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Haemothorax associated with Angiostrongylus vasorum infection in a dog

Authors

  • M. Sasanelli,

    1. Department of Animal Health and Welfare, Faculty of Veterinary Medicine, University of Bari, Str. Provinciale per Casamassima Km 3, 70010 Valenzano, Bari, Italy
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  • P. Paradies,

    1. Department of Animal Health and Welfare, Faculty of Veterinary Medicine, University of Bari, Str. Provinciale per Casamassima Km 3, 70010 Valenzano, Bari, Italy
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  • D. Otranto,

    1. Department of Animal Health and Welfare, Faculty of Veterinary Medicine, University of Bari, Str. Provinciale per Casamassima Km 3, 70010 Valenzano, Bari, Italy
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  • R. P. Lia,

    1. Department of Animal Health and Welfare, Faculty of Veterinary Medicine, University of Bari, Str. Provinciale per Casamassima Km 3, 70010 Valenzano, Bari, Italy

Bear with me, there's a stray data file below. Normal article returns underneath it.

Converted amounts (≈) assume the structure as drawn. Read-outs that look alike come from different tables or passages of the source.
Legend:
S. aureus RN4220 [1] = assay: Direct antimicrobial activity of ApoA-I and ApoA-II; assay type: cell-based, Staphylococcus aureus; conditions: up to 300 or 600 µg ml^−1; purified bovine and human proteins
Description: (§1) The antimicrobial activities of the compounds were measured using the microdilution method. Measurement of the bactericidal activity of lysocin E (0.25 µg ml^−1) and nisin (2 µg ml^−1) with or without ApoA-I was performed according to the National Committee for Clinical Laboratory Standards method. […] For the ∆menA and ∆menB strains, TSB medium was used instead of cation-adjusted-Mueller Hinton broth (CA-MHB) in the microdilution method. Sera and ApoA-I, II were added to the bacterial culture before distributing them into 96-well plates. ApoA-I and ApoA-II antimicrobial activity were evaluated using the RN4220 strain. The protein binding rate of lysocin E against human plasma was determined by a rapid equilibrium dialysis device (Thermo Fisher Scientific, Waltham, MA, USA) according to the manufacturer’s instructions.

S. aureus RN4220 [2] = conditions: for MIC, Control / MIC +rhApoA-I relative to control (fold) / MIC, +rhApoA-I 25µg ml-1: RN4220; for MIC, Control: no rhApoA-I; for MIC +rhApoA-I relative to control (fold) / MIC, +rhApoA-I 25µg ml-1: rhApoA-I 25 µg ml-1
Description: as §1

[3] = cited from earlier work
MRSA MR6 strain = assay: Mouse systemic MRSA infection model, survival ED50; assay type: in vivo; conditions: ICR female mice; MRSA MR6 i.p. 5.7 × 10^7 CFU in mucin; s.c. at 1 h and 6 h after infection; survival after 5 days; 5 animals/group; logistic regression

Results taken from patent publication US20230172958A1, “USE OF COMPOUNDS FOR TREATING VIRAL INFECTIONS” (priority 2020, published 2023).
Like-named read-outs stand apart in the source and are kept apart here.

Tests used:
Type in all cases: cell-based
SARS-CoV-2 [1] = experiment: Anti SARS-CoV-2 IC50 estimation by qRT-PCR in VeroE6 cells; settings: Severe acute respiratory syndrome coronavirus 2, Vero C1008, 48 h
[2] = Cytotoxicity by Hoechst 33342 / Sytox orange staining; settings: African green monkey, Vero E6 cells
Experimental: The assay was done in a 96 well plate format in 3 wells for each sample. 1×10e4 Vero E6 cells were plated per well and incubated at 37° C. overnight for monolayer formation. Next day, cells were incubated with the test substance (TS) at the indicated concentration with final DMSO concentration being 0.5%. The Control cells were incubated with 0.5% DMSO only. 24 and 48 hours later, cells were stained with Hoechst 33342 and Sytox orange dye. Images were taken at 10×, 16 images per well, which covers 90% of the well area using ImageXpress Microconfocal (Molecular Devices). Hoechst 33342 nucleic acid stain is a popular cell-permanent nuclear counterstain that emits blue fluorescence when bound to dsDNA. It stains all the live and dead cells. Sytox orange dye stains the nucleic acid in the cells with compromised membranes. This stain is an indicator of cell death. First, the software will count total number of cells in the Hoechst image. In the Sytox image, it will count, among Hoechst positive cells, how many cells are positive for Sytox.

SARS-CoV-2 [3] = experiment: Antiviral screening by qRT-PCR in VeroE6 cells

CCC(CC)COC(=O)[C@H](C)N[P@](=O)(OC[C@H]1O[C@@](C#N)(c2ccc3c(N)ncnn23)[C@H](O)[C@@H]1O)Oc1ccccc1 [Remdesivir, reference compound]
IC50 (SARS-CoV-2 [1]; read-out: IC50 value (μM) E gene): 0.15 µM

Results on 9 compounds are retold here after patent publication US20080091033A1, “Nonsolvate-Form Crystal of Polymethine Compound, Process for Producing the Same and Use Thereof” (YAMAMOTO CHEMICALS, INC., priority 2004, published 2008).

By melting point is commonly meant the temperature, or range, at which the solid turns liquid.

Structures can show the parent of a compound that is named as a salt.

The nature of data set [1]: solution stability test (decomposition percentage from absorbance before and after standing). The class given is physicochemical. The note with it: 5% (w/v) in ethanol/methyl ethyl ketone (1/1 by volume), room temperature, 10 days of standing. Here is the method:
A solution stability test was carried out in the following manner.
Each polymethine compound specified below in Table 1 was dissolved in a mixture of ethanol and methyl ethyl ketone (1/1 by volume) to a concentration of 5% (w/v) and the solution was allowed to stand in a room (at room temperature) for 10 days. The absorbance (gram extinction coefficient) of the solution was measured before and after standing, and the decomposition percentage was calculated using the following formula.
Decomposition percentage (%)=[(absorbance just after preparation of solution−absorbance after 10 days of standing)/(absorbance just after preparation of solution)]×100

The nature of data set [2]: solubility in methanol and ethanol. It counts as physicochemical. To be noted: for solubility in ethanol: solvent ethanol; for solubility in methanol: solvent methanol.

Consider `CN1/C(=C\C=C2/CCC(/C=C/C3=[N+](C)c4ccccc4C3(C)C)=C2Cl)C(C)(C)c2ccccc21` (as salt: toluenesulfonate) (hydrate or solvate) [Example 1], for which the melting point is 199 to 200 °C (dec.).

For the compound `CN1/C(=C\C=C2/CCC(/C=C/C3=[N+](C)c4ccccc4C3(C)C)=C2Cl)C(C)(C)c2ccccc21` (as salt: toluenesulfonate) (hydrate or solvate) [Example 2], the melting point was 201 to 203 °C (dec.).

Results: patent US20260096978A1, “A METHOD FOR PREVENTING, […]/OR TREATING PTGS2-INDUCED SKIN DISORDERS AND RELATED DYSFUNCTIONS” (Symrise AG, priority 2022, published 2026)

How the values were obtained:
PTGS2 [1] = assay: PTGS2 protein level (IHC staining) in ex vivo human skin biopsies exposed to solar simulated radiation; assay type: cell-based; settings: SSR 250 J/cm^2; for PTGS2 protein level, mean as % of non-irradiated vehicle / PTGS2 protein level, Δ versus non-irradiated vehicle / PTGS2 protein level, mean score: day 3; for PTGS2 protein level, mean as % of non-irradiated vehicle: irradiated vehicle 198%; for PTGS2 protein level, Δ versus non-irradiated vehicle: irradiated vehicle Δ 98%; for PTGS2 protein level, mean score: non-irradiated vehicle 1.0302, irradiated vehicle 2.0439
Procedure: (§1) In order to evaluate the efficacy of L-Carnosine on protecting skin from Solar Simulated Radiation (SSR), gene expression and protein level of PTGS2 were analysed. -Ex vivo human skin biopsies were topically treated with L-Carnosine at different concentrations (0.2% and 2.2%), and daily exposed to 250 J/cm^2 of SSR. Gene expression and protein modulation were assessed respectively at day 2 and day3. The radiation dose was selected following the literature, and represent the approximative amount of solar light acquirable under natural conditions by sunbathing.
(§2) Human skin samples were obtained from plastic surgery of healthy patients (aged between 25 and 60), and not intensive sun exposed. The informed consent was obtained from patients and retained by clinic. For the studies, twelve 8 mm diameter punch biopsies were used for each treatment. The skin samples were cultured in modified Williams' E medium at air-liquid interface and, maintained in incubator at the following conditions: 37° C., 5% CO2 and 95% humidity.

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  • D. DeCaprariis

    1. Department of Animal Health and Welfare, Faculty of Veterinary Medicine, University of Bari, Str. Provinciale per Casamassima Km 3, 70010 Valenzano, Bari, Italy
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Abstract

Angiostrongylosis was diagnosed in a dog presenting with haemothorax on the basis of detection of Angiostrongylus vasorum first-stage larvae both in the pleural effusion and in faeces. A one-year-old, male, mixed-breed dog was presented with fever, depression and persistent cough of one month’s duration. Clinical examination revealed temperature of 39·5°C, loud bronchovesicular sounds on thoracic auscultation and attenuated cardiac sounds. Thoracic radiographs showed a moderate bilateral pleural effusion and a diffuse interstitial pulmonary pattern, with an alveolar pattern in one lobe. Routine haematology revealed anaemia and leucocytosis with eosinophilia, basophilia and thrombocytopenia. Coagulation assays showed a consumptive coagulopathy resembling disseminated intravascular coagulation. The relationship between haemothorax and the presence of A vasorum larvae in the pleural effusion is discussed. The dog was successfully treated with fenbendazole until negative for larvae on faecal examination. This case report indicates that A vasorum infection should be considered as a possible aetiological cause of haemothorax in dogs.

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